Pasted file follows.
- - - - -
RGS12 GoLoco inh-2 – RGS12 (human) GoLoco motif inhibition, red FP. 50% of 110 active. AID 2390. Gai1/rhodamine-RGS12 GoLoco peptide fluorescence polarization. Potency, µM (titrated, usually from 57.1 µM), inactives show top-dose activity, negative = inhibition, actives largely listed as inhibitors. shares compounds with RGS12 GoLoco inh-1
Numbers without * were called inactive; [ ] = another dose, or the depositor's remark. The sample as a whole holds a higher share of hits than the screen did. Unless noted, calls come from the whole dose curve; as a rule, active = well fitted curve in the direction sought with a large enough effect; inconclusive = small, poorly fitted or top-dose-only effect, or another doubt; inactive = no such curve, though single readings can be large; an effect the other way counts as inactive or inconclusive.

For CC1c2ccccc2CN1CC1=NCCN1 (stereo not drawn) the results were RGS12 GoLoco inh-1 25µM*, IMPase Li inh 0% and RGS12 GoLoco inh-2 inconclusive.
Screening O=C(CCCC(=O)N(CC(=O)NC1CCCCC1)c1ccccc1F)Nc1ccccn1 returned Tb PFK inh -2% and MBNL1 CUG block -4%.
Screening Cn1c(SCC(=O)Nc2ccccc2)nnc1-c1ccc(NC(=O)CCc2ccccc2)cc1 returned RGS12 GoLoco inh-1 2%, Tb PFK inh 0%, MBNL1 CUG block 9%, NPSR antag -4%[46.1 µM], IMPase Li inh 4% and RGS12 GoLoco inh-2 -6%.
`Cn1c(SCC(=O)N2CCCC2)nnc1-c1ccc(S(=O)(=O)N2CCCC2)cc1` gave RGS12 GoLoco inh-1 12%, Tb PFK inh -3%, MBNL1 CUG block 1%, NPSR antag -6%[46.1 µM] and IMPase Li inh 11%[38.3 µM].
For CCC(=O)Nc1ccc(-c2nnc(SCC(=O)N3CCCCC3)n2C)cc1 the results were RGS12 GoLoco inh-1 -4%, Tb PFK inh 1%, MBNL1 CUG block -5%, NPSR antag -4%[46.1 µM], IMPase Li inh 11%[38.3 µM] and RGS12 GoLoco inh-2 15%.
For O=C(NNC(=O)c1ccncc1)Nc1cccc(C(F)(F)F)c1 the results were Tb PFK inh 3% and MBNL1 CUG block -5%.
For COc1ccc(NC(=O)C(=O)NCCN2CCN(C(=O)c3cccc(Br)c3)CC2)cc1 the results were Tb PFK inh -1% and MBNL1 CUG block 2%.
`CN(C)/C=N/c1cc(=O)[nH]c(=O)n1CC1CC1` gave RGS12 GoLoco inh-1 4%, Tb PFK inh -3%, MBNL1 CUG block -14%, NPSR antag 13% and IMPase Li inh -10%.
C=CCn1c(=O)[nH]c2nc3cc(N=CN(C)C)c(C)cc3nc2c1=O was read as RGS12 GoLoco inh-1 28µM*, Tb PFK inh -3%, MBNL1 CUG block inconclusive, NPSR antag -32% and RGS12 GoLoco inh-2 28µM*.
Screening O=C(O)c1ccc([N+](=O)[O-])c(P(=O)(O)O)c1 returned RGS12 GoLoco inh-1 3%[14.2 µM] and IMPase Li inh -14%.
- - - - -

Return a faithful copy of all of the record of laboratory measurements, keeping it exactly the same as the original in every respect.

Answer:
RGS12 GoLoco inh-2 – RGS12 (human) GoLoco motif inhibition, red FP. 50% of 110 active. AID 2390. Gai1/rhodamine-RGS12 GoLoco peptide fluorescence polarization. Potency, µM (titrated, usually from 57.1 µM), inactives show top-dose activity, negative = inhibition, actives largely listed as inhibitors. shares compounds with RGS12 GoLoco inh-1
Numbers without * were called inactive; [ ] = another dose, or the depositor's remark. The sample as a whole holds a higher share of hits than the screen did. Unless noted, calls come from the whole dose curve; as a rule, active = well fitted curve in the direction sought with a large enough effect; inconclusive = small, poorly fitted or top-dose-only effect, or another doubt; inactive = no such curve, though single readings can be large; an effect the other way counts as inactive or inconclusive.

For CC1c2ccccc2CN1CC1=NCCN1 (stereo not drawn) the results were RGS12 GoLoco inh-1 25µM*, IMPase Li inh 0% and RGS12 GoLoco inh-2 inconclusive.
Screening O=C(CCCC(=O)N(CC(=O)NC1CCCCC1)c1ccccc1F)Nc1ccccn1 returned Tb PFK inh -2% and MBNL1 CUG block -4%.
Screening Cn1c(SCC(=O)Nc2ccccc2)nnc1-c1ccc(NC(=O)CCc2ccccc2)cc1 returned RGS12 GoLoco inh-1 2%, Tb PFK inh 0%, MBNL1 CUG block 9%, NPSR antag -4%[46.1 µM], IMPase Li inh 4% and RGS12 GoLoco inh-2 -6%.
`Cn1c(SCC(=O)N2CCCC2)nnc1-c1ccc(S(=O)(=O)N2CCCC2)cc1` gave RGS12 GoLoco inh-1 12%, Tb PFK inh -3%, MBNL1 CUG block 1%, NPSR antag -6%[46.1 µM] and IMPase Li inh 11%[38.3 µM].
For CCC(=O)Nc1ccc(-c2nnc(SCC(=O)N3CCCCC3)n2C)cc1 the results were RGS12 GoLoco inh-1 -4%, Tb PFK inh 1%, MBNL1 CUG block -5%, NPSR antag -4%[46.1 µM], IMPase Li inh 11%[38.3 µM] and RGS12 GoLoco inh-2 15%.
For O=C(NNC(=O)c1ccncc1)Nc1cccc(C(F)(F)F)c1 the results were Tb PFK inh 3% and MBNL1 CUG block -5%.
For COc1ccc(NC(=O)C(=O)NCCN2CCN(C(=O)c3cccc(Br)c3)CC2)cc1 the results were Tb PFK inh -1% and MBNL1 CUG block 2%.
`CN(C)/C=N/c1cc(=O)[nH]c(=O)n1CC1CC1` gave RGS12 GoLoco inh-1 4%, Tb PFK inh -3%, MBNL1 CUG block -14%, NPSR antag 13% and IMPase Li inh -10%.
C=CCn1c(=O)[nH]c2nc3cc(N=CN(C)C)c(C)cc3nc2c1=O was read as RGS12 GoLoco inh-1 28µM*, Tb PFK inh -3%, MBNL1 CUG block inconclusive, NPSR antag -32% and RGS12 GoLoco inh-2 28µM*.
Screening O=C(O)c1ccc([N+](=O)[O-])c(P(=O)(O)O)c1 returned RGS12 GoLoco inh-1 3%[14.2 µM] and IMPase Li inh -14%.